The College of William and Mary is one of the top producers of U.S. Fulbright Students in the country, according to data released by the Chronicle of Higher Education Oct. 23.
With 10 awards for 2011-12, the College is one of 42 institutions nationwide and the only Virginia university included on the Chronicle’s list of top-producing research institutions.
Although the list is not considered a ranking, William & Mary placed around 31st among the research institutions listed. Others on the list include the University of Michigan at Ann Arbor at the top with 29 awards, Boston College with 21 awards, Brown University with 14, and Duke University with nine awards.
According to Lisa Grimes, director of fellowships and undergraduate research for the Charles Center, 57 William & Mary students and alumni applied for the scholarships, and 12 were selected for either full Fulbright grants or Fulbright English Teaching Assistant (ETA) grants. However, two declined the offer.
“We’re thrilled not only because we have such a strong group of Fulbrighters abroad now but also because we have just submitted another 47 applications from students and recent alumni for the current award cycle,” said Grimes.
This year’s William & Mary awardees and their Fulbright destinations include: Christopher Adams ’09 (China), Aaron Branch ’11 (ETA South Korea), Paolo Busante ’11 (ETA Portugal), Laura Evers ‘11 (ETA Romania), Amanda Goodman ’09 (ETA Norway), Meredith Howard ‘11 (ETA South Korea), Monica LoBue ‘11 (ETA Germany), John Pothen ‘11 (India), Michael Tsidulko ‘11 (ETA Bulgaria), and Julia Zamecnik ‘11 (ETA Turkey).
Pothen, Howard, and Evers are blogging about their experiences. Their blogs may be found at http://meredithsk-life.blogspot.com/, http://jpothen4atjamkhed.wordpress.com/ and http://icameisawitraveled.xanga.com/.
Almost 1,700 American students, artists and young professionals in more than 100 different fields of study were offered Fulbright Program grants to study, teach English, and conduct research in over 140 countries throughout the world beginning this fall. Students receiving awards for this academic year applied through 600 colleges or universities.
Since its inception in 1946, the Fulbright Program has provided more than 310,000 participants—chosen for their academic merit and leadership potential — with the opportunity to study, teach and conduct research, exchange ideas and contribute to finding solutions to shared international concerns. In the past 65 years, more than 44,000 students from the United States have benefited from the Fulbright experience.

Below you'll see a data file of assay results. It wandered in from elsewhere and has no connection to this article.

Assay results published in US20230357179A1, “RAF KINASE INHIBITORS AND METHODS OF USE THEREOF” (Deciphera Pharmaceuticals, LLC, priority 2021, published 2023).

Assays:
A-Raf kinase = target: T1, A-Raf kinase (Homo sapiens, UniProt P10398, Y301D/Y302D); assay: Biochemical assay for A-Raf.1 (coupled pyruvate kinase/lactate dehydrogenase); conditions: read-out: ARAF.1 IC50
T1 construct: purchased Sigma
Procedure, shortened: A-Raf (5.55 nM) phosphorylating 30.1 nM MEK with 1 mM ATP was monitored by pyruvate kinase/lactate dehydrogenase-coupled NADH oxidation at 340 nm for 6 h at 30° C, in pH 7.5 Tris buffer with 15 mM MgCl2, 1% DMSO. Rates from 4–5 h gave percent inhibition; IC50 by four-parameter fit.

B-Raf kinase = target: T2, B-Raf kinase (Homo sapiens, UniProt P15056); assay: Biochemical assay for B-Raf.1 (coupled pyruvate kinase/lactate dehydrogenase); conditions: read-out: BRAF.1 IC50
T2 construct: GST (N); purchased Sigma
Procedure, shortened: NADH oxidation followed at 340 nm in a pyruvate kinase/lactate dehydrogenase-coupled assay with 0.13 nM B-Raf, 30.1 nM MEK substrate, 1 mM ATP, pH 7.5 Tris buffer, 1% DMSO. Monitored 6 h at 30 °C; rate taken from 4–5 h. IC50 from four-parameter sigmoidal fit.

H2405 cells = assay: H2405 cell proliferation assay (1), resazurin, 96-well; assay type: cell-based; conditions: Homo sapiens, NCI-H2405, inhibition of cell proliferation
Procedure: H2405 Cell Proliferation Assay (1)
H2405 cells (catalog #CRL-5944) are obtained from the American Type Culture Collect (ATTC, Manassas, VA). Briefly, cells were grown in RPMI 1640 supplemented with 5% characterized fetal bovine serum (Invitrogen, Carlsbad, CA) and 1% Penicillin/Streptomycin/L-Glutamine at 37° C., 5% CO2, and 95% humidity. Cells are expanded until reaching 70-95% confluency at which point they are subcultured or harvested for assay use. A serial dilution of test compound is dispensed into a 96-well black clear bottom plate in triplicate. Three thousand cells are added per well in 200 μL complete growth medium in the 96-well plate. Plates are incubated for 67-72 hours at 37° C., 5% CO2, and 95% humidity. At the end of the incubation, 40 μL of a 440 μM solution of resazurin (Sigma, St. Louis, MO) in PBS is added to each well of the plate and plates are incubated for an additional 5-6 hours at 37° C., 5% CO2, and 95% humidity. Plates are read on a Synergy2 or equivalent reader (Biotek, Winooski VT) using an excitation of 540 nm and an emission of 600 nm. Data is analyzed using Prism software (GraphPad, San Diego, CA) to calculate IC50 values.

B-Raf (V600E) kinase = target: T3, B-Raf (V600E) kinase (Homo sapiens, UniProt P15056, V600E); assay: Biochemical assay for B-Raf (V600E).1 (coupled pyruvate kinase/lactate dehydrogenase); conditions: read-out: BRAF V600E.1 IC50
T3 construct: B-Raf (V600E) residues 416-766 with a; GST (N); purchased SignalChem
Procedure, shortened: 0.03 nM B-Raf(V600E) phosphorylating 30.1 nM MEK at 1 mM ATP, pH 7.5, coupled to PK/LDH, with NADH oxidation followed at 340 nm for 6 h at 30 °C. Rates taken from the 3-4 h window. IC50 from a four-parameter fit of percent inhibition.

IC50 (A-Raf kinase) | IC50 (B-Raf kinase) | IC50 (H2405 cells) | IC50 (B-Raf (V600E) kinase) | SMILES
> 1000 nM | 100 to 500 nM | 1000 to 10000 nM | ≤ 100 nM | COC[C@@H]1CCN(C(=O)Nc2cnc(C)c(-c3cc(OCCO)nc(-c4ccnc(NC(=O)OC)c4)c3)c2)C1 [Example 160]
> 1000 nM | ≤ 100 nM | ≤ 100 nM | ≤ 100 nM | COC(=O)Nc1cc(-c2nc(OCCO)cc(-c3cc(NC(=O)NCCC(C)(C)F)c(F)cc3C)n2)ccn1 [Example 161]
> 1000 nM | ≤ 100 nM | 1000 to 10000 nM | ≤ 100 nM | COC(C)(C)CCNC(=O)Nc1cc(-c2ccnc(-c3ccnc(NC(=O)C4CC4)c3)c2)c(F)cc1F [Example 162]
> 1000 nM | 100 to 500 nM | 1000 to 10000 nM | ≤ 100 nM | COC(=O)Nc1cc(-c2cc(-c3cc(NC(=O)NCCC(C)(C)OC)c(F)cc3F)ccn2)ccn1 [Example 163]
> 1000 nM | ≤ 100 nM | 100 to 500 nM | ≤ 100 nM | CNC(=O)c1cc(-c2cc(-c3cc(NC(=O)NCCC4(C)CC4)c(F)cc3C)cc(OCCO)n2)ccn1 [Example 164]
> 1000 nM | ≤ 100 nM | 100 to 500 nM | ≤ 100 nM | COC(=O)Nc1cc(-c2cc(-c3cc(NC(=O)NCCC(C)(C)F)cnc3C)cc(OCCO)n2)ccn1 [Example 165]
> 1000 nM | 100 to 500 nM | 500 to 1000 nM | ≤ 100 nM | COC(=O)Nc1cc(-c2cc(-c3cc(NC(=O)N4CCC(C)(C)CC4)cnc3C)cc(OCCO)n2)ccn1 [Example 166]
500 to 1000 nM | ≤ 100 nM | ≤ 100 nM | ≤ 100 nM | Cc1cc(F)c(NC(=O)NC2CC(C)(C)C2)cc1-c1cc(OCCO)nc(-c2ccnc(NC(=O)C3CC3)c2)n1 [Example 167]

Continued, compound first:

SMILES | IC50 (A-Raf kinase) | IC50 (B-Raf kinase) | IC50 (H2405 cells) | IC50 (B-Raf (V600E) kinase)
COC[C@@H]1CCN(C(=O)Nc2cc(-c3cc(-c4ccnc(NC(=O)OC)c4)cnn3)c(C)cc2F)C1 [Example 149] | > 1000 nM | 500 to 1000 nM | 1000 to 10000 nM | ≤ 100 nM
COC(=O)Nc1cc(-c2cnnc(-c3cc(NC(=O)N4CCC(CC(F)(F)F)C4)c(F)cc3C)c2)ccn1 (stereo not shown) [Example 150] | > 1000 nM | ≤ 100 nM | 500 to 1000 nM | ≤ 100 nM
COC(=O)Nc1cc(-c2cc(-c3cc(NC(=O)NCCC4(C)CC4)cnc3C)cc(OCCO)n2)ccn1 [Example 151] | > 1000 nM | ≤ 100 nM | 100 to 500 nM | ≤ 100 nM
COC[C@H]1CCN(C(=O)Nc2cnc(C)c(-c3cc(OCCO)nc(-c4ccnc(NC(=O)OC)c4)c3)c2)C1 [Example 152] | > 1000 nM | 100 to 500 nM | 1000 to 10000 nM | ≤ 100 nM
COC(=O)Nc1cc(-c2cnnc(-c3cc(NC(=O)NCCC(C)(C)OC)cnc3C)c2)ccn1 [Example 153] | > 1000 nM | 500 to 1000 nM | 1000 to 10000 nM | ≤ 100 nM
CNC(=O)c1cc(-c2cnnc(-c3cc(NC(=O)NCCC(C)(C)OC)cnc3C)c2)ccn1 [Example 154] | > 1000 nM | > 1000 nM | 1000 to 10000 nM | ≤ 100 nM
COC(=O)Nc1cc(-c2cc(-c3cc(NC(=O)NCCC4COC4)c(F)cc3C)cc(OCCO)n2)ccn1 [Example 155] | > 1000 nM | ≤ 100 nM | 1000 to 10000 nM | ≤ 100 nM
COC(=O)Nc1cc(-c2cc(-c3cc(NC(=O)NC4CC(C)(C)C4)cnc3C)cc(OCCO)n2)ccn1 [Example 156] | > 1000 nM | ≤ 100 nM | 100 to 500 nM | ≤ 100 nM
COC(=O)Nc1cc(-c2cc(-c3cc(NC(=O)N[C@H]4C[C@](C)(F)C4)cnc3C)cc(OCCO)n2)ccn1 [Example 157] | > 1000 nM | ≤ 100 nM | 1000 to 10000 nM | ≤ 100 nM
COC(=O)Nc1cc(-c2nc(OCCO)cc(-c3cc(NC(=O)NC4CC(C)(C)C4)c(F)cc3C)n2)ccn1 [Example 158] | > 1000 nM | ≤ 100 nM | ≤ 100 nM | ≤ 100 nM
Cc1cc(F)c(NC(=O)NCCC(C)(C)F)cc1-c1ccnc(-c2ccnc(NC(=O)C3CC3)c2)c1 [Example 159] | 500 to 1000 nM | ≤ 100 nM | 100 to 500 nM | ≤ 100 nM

The Fulbright Program is sponsored by the United States Department of State, Bureau of Educational and Cultural Affairs. The primary source of funding for the Fulbright Program is an annual appropriation made by the United States Congress to the Department of State. Participating governments and host institutions, corporations and foundations in foreign countries and in the United States also provide direct and indirect support. The J. William Fulbright Foreign Scholarship Board, composed of 12 educational and public leaders appointed by the President of the United States, formulates policies for the administration of the Fulbright Program, establishes criteria for the selection of candidates and approves candidates nominated for awards.
In the United States, the Institute of International Education administers and coordinates the activities relevant to the U.S. Student Program on behalf of the U.S. Department of State, including conducting an annual competition for the scholarships.
The Fulbright Program also awards grants to American teachers and faculty to conduct research and teach overseas. In addition, some 3,850 new foreign Fulbright students and scholars come to the United States annually to study for graduate degrees, conduct research and teach at U.S. universities, colleges and secondary schools.
For more information about the Fulbright Program, visit http://fulbright.state.gov.